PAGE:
Robin Tabbers blog post published on KLM FlyingBiz Club China
Robin Tabbers blog post was recently published on KLM FlyingBiz Club China. Flying Blue Club China is a online global business community that offers content about business cases, valuable contacts and inspiration!
How international brands sell their products in China
When establishing their sale plans for the Chinese market many international brands and retailers think e-commerce should be their primary method of entry. Though this may not be the optimal strategy for the brand and they should always consider alternate sales channels, according to our Club China Blogger Robin Tabbers.
While China still maintains its title of the ‘sourcing capital’ of the world, foreign companies are increasingly focusing on selling to the Chinese market. For success, it is essential for brands to properly compare the different sales channels available in China. Companies need to choose the model that suits their products, potential market segment and budget. An in-depth assessment of the options will prevent failure, as we have seen in guiding more than 100 international retailers and brands. Let me give a brief overview of the most widely used entry models.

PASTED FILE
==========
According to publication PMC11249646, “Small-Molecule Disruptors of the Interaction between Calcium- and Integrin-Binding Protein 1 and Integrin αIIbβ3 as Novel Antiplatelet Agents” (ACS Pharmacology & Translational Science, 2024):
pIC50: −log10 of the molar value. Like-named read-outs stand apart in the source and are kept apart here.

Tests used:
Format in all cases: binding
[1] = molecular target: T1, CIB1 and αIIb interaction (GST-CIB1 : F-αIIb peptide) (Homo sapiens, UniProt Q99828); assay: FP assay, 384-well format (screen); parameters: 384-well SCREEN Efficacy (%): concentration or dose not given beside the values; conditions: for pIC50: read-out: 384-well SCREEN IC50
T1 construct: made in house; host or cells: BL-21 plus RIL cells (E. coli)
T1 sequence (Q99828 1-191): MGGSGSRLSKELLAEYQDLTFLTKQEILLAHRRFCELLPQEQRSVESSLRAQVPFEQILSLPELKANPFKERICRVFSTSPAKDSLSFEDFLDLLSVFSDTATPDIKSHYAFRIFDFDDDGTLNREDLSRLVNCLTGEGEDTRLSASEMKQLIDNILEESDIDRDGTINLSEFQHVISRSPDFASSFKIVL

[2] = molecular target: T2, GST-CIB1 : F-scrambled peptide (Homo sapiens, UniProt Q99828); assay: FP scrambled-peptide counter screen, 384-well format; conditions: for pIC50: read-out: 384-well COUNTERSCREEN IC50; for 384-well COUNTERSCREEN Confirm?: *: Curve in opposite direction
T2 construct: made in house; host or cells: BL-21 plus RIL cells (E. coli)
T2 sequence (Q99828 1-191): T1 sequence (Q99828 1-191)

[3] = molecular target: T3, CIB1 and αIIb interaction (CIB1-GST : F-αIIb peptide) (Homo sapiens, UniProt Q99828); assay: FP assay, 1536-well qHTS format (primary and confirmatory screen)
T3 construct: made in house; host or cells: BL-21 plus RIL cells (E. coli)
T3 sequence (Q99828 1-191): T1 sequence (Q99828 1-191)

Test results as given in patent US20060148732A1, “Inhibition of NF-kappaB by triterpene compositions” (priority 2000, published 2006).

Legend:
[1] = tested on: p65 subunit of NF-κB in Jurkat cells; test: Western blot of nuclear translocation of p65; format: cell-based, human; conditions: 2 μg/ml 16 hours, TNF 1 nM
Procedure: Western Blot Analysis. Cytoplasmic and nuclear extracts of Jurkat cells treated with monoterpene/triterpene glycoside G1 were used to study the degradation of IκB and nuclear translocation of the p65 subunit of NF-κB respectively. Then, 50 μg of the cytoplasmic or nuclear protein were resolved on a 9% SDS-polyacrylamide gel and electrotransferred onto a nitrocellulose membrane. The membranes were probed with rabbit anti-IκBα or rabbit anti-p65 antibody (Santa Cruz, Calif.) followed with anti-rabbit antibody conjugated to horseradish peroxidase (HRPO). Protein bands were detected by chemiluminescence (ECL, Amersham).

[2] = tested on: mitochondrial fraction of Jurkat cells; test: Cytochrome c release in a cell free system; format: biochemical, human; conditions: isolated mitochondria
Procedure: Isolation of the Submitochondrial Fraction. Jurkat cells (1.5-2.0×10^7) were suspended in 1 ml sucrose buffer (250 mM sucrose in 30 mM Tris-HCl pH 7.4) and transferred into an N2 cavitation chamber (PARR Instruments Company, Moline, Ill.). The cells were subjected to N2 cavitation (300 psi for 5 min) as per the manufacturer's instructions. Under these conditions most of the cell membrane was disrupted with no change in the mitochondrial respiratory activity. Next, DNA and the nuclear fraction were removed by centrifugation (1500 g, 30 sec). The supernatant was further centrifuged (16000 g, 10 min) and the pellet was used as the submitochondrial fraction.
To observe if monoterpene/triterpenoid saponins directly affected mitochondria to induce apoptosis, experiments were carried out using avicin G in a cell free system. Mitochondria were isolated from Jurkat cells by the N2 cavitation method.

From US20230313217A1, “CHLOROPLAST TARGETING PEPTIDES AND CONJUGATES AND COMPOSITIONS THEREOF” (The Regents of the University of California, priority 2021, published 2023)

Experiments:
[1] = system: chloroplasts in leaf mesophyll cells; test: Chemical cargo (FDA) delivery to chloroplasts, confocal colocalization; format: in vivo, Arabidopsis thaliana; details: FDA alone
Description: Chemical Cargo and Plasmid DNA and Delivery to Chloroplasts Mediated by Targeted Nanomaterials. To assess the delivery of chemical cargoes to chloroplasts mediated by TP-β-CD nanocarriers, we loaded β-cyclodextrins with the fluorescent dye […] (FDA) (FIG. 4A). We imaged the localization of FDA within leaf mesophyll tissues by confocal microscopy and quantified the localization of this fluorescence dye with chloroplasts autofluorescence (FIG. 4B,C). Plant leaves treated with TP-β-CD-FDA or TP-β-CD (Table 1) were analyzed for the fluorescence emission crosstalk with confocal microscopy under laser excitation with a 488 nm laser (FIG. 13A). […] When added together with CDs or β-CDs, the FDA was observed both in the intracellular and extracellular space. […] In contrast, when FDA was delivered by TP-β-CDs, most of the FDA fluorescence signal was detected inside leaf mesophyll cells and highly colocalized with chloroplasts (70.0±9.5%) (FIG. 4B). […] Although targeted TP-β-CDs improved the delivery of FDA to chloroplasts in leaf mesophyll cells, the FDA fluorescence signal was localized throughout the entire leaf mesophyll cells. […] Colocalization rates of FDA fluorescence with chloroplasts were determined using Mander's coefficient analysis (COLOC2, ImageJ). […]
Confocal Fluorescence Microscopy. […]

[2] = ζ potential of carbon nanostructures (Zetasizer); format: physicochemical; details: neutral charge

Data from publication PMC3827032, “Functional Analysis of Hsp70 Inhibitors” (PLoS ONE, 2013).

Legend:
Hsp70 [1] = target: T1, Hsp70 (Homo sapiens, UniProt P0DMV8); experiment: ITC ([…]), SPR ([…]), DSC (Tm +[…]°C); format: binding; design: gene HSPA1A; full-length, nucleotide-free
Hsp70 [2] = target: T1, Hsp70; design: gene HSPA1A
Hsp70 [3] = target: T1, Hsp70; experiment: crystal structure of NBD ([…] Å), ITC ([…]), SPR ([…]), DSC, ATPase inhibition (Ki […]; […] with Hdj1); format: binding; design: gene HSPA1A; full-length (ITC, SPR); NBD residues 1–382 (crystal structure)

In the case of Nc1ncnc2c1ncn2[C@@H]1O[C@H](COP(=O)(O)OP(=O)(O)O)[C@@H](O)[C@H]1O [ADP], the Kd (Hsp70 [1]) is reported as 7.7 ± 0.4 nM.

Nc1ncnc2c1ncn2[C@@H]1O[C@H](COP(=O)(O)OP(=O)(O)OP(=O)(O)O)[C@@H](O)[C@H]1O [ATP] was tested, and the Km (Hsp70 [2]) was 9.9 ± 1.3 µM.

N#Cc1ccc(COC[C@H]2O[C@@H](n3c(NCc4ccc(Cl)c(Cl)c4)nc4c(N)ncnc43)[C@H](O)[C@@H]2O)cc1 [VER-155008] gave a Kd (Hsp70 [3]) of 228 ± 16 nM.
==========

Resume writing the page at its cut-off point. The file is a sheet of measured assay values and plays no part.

Import agent or distributor
The classic and most straightforward method is to work with a Chinese import agent or distributor. A distributor will usually buy and sell the product at their own expense and risk. This method is especially useful when a company wants to distribute its products quickly and cheaply in the market.
There are drawbacks. Choosing a distributor is not easy. There is a lot of competition to obtain the services of the best distributors who are usually in high demand. Most distributors may have their own priorities that do not align with the foreign company. They also usually make demands of exclusivity in exchange for their “fantastic” networks throughout China. They are also quick to promise enticing and incredible projected sales figures, which quite commonly fail to materialise. A foreign company should conduct a due diligence before granting their distributor exclusivity, and should include various conditions, such as geographical area limitations, industry, minimum market segment, minimum sales volumes, duration, etc. Proper structuring of sales agency, and distribution contracts is therefore essential for this method of distribution in China to be successful.